PEACE BY PEACE
JANUARY-FEBRUARY 2016

Photo caption
Holy Door, Basilica of St John Lateran [Jubilee of Mercy website]
We can't let ourselves be overcome by weariness. No form of sadness is allowed, even if we would have reason to, because of the many worries and multiple forms of violence which wound our humanity.

– Pope Francis, 13 December 2015, opening the Holy Door in the Basilica of St John Lateran.


Pope Francis opens the Holy Door, St Peter’s Basilica, 8 December 2015


Dorothy Day(1897 – 1980)

What are we trying to do? We are trying to get to heaven, all of us. We are trying to lead a good life. We are trying to talk about, and write about, the Sermon on the Mount, the Beatitudes, and the social principles of the church. It is most astounding – the things that happen when you start trying to live this way.

Dorothy Day, All the Way to Heaven: the Selected Letters of Dorothy Day

Pope Francis on Dorothy Day: In these times when social concerns are so important, I cannot fail to mention the Servant of God Dorothy Day, who founded the Catholic Worker Movement. Her social activism, her passion for justice and for the cause of the oppressed, were inspired by the Gospel, her faith, and the example of the saints.

 


Thomas Merton (Fr Louis OCSO)

All men seek peace first of all with themselves. That is necessary, because we do not naturally find rest even in our own being. We have to learn to commune with ourselves before we can communicate with other men and with God. A man who is not at peace with himself necessarily projects his interior fighting into the society of those he lives with, and spreads a contagion of conflict all around him.

– Thomas Merton, No Man is an Island

Pope Francis on Thomas Merton: A century ago, at the beginning of the Great War, which Pope Benedict XV termed a ‘pointless slaughter’, another notable American was born: the Cistercian monk Thomas Merton. He remains a source of spiritual inspiration and a guide for many people. In his autobiography he wrote: ‘I came into the world. Free by nature, in the image of God, I was nevertheless the prisoner of my own violence and my own selfishness, in the image of the world into which I was born. That world was the picture of Hell, full of men like myself, loving God, and yet hating him; born to love him, living instead in fear of hopeless self-contradictory hungers’. Merton was above all a man of prayer, a thinker who challenged the certitudes of his time and opened new horizons for souls and for the Church. He was also a man of dialogue, a promoter of peace between peoples and religions.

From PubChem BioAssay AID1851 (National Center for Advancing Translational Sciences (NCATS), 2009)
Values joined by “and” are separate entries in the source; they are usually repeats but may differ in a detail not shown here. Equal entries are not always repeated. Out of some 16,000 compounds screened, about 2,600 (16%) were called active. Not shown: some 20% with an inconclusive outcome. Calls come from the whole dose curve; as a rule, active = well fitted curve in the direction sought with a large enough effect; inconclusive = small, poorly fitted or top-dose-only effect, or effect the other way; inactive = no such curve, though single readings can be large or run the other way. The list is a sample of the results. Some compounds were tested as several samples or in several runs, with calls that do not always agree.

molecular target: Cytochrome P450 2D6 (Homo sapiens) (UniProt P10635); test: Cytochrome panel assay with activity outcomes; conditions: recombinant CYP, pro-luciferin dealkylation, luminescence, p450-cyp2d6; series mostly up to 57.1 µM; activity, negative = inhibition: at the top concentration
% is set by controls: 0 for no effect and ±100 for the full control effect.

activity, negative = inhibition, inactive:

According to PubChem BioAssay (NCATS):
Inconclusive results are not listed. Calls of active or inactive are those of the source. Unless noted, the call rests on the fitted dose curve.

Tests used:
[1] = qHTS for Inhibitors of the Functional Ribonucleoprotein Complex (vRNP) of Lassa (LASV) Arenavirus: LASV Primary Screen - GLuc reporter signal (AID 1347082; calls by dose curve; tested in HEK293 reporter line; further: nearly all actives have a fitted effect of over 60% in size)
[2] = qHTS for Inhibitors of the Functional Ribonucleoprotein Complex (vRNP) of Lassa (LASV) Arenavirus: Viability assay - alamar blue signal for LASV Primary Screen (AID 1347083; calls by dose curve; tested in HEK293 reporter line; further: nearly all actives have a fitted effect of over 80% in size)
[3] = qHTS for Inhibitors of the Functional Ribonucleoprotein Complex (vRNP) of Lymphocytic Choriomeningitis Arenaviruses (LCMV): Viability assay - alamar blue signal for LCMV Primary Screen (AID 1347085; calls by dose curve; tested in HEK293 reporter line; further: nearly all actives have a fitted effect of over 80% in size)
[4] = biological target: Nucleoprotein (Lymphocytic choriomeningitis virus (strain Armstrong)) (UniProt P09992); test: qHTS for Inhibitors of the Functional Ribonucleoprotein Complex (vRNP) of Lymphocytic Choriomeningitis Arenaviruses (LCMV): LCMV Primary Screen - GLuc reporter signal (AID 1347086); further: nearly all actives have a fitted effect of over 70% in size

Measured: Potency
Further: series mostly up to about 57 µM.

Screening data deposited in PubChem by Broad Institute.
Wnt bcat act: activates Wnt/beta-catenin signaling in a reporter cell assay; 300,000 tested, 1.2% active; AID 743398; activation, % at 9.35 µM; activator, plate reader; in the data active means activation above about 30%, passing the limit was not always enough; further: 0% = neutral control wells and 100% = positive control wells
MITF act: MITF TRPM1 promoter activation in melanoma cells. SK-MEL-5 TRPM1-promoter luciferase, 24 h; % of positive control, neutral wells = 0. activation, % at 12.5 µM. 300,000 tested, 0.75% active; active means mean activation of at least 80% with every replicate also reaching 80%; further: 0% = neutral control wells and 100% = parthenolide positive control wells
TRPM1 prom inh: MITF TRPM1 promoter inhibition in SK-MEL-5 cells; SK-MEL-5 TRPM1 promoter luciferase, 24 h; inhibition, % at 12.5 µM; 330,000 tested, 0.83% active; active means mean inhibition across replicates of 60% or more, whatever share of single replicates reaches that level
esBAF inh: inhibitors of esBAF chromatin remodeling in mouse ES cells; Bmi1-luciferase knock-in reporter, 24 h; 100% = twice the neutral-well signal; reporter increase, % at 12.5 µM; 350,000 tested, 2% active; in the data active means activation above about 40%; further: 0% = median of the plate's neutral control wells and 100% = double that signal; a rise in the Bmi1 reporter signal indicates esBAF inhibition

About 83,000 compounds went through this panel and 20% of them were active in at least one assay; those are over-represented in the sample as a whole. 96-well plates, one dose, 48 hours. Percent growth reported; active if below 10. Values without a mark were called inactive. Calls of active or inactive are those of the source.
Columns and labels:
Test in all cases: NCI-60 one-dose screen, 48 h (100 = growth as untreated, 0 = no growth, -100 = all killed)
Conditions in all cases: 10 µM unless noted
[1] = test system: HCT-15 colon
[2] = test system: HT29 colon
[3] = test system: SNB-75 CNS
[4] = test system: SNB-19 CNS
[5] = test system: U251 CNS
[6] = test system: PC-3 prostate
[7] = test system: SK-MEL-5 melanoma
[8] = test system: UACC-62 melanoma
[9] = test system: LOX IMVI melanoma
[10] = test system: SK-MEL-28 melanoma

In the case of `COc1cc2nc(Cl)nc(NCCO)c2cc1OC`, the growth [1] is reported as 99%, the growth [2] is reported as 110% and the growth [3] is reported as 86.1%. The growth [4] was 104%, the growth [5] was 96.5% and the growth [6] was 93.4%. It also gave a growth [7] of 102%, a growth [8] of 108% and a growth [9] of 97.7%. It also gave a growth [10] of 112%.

Photo: Christian Community Bible (use jpg)
I have chosen the way of truth; I have set my heart upon your laws. Since I cling to your decrees, O Lord, save me from disgrace. I will run in the way of your commands, for you have freed my heart.

– Psalm 119:30-32 (Christian Community Bible)


St Basil the Great [Wikipedia]

When someone strips another of his clothes, he is called a thief. Should not someone who has the power to clothe the naked but does not do so be called the same? The bread in your larder belongs to the hungry. The cloak in your wardrobe belongs to the naked. The shoes you allow to rot belong to the barefoot. The money in your vaults belongs to the destitute. You do injustice to everyone who you could help but do not.

St Basil the Great (329 or 330 – 379)


Dietrich Bonhoeffer in 1939 [Wikipedia]

Christianity means community through Jesus Christ and in Jesus Christ. No Christian community is more or less than this. Whether it be a brief, single encounter or the daily fellowship of years, Christian community is only this. We belong to one another only through and in Jesus Christ.

Dietrich Bonhoeffer (1909 – 1945)